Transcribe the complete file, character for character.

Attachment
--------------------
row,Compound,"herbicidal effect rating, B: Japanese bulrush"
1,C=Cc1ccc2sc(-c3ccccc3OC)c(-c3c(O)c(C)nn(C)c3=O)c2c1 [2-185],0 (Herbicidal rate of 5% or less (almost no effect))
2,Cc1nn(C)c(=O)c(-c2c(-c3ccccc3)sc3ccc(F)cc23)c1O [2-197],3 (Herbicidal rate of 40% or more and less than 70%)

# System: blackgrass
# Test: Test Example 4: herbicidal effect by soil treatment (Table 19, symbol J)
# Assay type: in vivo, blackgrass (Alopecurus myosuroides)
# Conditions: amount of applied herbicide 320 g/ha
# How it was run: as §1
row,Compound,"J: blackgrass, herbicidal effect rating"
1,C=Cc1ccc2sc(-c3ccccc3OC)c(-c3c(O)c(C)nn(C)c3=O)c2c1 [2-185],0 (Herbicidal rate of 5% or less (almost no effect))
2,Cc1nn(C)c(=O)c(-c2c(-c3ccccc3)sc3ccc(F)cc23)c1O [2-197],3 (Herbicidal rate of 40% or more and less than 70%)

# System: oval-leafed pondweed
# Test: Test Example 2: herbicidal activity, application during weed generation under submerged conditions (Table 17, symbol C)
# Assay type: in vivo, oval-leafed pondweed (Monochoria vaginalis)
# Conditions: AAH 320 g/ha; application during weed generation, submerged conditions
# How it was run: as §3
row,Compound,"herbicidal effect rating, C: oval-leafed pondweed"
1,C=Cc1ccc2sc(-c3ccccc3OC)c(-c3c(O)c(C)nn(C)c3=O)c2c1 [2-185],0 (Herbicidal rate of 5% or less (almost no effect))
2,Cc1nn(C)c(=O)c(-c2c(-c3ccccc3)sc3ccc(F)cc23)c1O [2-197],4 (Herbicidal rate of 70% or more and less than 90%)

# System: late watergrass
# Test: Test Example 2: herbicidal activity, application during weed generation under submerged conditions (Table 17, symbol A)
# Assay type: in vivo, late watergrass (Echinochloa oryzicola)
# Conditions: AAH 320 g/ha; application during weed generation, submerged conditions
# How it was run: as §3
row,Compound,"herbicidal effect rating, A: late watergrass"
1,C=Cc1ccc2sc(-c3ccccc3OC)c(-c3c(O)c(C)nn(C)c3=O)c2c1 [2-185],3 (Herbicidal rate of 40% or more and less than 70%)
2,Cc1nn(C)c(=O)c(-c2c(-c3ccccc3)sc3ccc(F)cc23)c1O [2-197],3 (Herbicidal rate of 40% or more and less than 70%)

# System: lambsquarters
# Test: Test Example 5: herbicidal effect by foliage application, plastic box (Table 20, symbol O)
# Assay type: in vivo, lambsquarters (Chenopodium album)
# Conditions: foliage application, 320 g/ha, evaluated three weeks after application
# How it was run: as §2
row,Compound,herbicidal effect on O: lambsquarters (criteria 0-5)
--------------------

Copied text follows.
row,Compound,"herbicidal effect rating, B: Japanese bulrush"
1,C=Cc1ccc2sc(-c3ccccc3OC)c(-c3c(O)c(C)nn(C)c3=O)c2c1 [2-185],0 (Herbicidal rate of 5% or less (almost no effect))
2,Cc1nn(C)c(=O)c(-c2c(-c3ccccc3)sc3ccc(F)cc23)c1O [2-197],3 (Herbicidal rate of 40% or more and less than 70%)

# System: blackgrass
# Test: Test Example 4: herbicidal effect by soil treatment (Table 19, symbol J)
# Assay type: in vivo, blackgrass (Alopecurus myosuroides)
# Conditions: amount of applied herbicide 320 g/ha
# How it was run: as §1
row,Compound,"J: blackgrass, herbicidal effect rating"
1,C=Cc1ccc2sc(-c3ccccc3OC)c(-c3c(O)c(C)nn(C)c3=O)c2c1 [2-185],0 (Herbicidal rate of 5% or less (almost no effect))
2,Cc1nn(C)c(=O)c(-c2c(-c3ccccc3)sc3ccc(F)cc23)c1O [2-197],3 (Herbicidal rate of 40% or more and less than 70%)

# System: oval-leafed pondweed
# Test: Test Example 2: herbicidal activity, application during weed generation under submerged conditions (Table 17, symbol C)
# Assay type: in vivo, oval-leafed pondweed (Monochoria vaginalis)
# Conditions: AAH 320 g/ha; application during weed generation, submerged conditions
# How it was run: as §3
row,Compound,"herbicidal effect rating, C: oval-leafed pondweed"
1,C=Cc1ccc2sc(-c3ccccc3OC)c(-c3c(O)c(C)nn(C)c3=O)c2c1 [2-185],0 (Herbicidal rate of 5% or less (almost no effect))
2,Cc1nn(C)c(=O)c(-c2c(-c3ccccc3)sc3ccc(F)cc23)c1O [2-197],4 (Herbicidal rate of 70% or more and less than 90%)

# System: late watergrass
# Test: Test Example 2: herbicidal activity, application during weed generation under submerged conditions (Table 17, symbol A)
# Assay type: in vivo, late watergrass (Echinochloa oryzicola)
# Conditions: AAH 320 g/ha; application during weed generation, submerged conditions
# How it was run: as §3
row,Compound,"herbicidal effect rating, A: late watergrass"
1,C=Cc1ccc2sc(-c3ccccc3OC)c(-c3c(O)c(C)nn(C)c3=O)c2c1 [2-185],3 (Herbicidal rate of 40% or more and less than 70%)
2,Cc1nn(C)c(=O)c(-c2c(-c3ccccc3)sc3ccc(F)cc23)c1O [2-197],3 (Herbicidal rate of 40% or more and less than 70%)

# System: lambsquarters
# Test: Test Example 5: herbicidal effect by foliage application, plastic box (Table 20, symbol O)
# Assay type: in vivo, lambsquarters (Chenopodium album)
# Conditions: foliage application, 320 g/ha, evaluated three weeks after application
# How it was run: as §2
row,Compound,herbicidal effect on O: lambsquarters (criteria 0-5)